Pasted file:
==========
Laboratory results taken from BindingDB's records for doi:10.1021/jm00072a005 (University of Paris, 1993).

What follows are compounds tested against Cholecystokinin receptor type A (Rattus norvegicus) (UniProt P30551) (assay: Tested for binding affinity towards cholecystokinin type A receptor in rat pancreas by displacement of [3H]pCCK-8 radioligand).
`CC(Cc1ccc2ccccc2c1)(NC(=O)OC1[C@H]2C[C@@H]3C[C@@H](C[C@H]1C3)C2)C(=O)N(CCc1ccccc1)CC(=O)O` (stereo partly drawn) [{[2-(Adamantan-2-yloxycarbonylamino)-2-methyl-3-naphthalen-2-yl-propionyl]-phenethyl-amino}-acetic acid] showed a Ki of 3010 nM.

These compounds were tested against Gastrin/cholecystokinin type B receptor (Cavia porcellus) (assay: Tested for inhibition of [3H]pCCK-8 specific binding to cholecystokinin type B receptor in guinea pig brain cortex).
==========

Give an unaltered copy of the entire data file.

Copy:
Laboratory results taken from BindingDB's records for doi:10.1021/jm00072a005 (University of Paris, 1993).

What follows are compounds tested against Cholecystokinin receptor type A (Rattus norvegicus) (UniProt P30551) (assay: Tested for binding affinity towards cholecystokinin type A receptor in rat pancreas by displacement of [3H]pCCK-8 radioligand).
`CC(Cc1ccc2ccccc2c1)(NC(=O)OC1[C@H]2C[C@@H]3C[C@@H](C[C@H]1C3)C2)C(=O)N(CCc1ccccc1)CC(=O)O` (stereo partly drawn) [{[2-(Adamantan-2-yloxycarbonylamino)-2-methyl-3-naphthalen-2-yl-propionyl]-phenethyl-amino}-acetic acid] showed a Ki of 3010 nM.

These compounds were tested against Gastrin/cholecystokinin type B receptor (Cavia porcellus) (assay: Tested for inhibition of [3H]pCCK-8 specific binding to cholecystokinin type B receptor in guinea pig brain cortex).